A Community Devoted to the Preservation and Practice of Celestial Navigation and Other Methods of Traditional Wayfinding
From: Frank Reed
Date: 2023 May 10, 11:46 -0700
Antoine, you wrote:
"Hence Observer's Latitude = N 18.6° "
I tried it just now by comparison with simulation in Stellarium, fiddling with the latitude and the time until all of the bright stars have the right relative orientations. I get 18.5° N for latitude. Heh. That's identical to yours at the limiting accuracy here. :) I can't say I'm surprised by this latitude. Although the caption says they're somewhere on the voyage from Tahiti to Hawaii, it makes much more sense that they did this "publicity photography" in home waters. And from accounts of previous voyages, they make a point of sailing to and from the south tip of the "Big Island" of Hawaii. That fits the observed latitude that we're seeing.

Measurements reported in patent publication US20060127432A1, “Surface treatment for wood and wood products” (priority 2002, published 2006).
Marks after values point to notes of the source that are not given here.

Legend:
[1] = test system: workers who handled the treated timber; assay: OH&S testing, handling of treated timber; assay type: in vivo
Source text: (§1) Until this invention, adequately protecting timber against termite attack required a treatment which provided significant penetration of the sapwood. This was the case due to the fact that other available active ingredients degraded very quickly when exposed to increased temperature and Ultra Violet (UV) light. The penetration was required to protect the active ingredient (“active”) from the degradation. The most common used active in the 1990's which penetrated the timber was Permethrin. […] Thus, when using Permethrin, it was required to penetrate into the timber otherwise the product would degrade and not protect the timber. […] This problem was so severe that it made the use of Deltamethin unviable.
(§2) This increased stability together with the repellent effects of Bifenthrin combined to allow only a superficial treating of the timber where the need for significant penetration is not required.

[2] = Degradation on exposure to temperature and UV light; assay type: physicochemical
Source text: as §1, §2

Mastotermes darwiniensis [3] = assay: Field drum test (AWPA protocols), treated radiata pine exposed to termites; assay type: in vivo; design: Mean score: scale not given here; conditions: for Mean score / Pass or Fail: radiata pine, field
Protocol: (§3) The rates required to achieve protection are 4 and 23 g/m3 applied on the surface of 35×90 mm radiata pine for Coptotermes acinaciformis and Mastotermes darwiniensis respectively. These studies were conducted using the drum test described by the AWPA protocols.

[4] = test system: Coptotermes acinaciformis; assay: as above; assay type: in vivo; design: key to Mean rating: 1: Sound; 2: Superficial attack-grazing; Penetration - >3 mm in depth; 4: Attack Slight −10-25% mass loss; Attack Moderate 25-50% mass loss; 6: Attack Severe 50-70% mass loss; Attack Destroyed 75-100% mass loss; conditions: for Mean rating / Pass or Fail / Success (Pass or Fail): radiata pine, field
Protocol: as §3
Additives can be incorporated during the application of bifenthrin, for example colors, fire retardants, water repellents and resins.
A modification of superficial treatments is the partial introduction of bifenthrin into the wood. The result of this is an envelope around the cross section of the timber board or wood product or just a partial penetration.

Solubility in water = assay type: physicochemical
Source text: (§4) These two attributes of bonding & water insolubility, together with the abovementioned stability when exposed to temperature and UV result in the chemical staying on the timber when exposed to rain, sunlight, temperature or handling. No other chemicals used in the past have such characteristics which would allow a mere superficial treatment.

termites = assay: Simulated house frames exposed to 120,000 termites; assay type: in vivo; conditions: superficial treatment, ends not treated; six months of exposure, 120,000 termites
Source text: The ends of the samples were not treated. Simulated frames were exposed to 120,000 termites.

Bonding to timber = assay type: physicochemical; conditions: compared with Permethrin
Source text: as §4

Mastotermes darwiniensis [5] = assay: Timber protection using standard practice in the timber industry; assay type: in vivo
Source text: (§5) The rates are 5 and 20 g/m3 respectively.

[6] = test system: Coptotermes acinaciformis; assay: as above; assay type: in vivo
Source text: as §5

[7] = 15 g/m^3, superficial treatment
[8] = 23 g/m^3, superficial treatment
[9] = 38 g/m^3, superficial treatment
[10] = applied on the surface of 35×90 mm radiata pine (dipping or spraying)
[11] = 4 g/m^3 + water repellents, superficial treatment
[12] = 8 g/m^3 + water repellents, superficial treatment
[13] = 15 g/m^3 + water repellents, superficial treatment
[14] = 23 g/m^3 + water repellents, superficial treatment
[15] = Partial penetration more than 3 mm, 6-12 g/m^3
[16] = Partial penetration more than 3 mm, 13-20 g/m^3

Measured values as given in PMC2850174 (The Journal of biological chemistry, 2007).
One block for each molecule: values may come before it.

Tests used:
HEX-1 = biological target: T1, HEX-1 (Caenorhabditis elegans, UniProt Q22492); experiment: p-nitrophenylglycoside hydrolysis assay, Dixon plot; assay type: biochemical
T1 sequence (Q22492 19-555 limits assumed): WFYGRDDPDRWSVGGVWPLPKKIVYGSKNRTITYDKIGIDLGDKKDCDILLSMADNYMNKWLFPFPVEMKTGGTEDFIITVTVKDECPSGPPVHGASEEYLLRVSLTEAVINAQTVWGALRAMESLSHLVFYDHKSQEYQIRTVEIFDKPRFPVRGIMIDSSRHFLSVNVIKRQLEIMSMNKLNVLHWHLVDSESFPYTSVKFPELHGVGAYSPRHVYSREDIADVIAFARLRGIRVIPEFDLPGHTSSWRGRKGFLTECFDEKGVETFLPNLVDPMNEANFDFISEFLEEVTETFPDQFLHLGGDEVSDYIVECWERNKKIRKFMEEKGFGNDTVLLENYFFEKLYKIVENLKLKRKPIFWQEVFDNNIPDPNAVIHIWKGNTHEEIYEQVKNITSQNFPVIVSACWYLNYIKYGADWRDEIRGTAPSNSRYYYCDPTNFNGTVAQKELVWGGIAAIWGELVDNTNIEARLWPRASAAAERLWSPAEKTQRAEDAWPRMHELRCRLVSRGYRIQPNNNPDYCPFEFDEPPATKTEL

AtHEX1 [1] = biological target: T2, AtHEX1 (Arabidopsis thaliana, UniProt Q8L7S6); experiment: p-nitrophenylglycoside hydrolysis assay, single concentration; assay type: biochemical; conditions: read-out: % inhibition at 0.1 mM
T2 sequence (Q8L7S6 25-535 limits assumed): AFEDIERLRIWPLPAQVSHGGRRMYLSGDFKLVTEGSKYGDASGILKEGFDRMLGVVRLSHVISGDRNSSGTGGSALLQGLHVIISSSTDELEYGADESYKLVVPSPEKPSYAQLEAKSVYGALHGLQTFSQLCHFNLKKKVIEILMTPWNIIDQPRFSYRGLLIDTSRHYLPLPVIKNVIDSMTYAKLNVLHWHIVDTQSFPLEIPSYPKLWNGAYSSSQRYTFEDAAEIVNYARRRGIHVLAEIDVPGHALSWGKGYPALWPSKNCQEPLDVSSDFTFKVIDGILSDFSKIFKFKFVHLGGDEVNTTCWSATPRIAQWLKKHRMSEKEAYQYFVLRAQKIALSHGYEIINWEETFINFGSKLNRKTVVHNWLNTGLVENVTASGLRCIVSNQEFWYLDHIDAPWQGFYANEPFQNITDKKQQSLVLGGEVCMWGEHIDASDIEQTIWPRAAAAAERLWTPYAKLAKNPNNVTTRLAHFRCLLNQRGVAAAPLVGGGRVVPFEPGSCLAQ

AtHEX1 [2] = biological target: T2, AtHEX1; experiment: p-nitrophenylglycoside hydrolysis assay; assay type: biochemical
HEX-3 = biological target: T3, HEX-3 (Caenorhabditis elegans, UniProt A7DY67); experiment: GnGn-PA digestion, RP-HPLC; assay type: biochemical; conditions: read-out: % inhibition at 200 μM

Another clue: look at that bright star right on the horizon below Crux. It looks like another first magnitude star comparable to Acrux. If it were a star, it would even have to be brighter since at such low altitude there would be significant extinction (reduction in brightness due to atmospheric absorption etc.). Is it an eruption of Eta Carinae?? No, wrong spot anyway... Maybe it's a supernova?! :) ...Or maybe it's a boat. That, too, fits with a position very close to Hawaii. It's busy out there.
Clockwork Mapping / ReedNavigation.com
Conanicut Island USA